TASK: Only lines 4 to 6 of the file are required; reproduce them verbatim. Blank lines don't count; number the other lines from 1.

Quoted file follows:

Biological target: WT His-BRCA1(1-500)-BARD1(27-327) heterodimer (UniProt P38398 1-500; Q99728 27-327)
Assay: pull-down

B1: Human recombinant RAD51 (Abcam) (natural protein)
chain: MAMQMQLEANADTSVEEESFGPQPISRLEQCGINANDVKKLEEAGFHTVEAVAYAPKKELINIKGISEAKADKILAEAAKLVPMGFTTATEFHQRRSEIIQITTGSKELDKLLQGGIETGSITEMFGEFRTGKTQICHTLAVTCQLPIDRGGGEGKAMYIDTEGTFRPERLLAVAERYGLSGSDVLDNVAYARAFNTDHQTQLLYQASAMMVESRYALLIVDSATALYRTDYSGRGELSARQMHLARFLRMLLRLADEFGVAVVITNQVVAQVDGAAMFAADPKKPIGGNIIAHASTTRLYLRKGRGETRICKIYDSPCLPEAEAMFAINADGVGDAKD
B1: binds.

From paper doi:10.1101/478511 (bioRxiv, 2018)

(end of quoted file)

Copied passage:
chain: MAMQMQLEANADTSVEEESFGPQPISRLEQCGINANDVKKLEEAGFHTVEAVAYAPKKELINIKGISEAKADKILAEAAKLVPMGFTTATEFHQRRSEIIQITTGSKELDKLLQGGIETGSITEMFGEFRTGKTQICHTLAVTCQLPIDRGGGEGKAMYIDTEGTFRPERLLAVAERYGLSGSDVLDNVAYARAFNTDHQTQLLYQASAMMVESRYALLIVDSATALYRTDYSGRGELSARQMHLARFLRMLLRLADEFGVAVVITNQVVAQVDGAAMFAADPKKPIGGNIIAHASTTRLYLRKGRGETRICKIYDSPCLPEAEAMFAINADGVGDAKD
B1: binds.

From paper doi:10.1101/478511 (bioRxiv, 2018)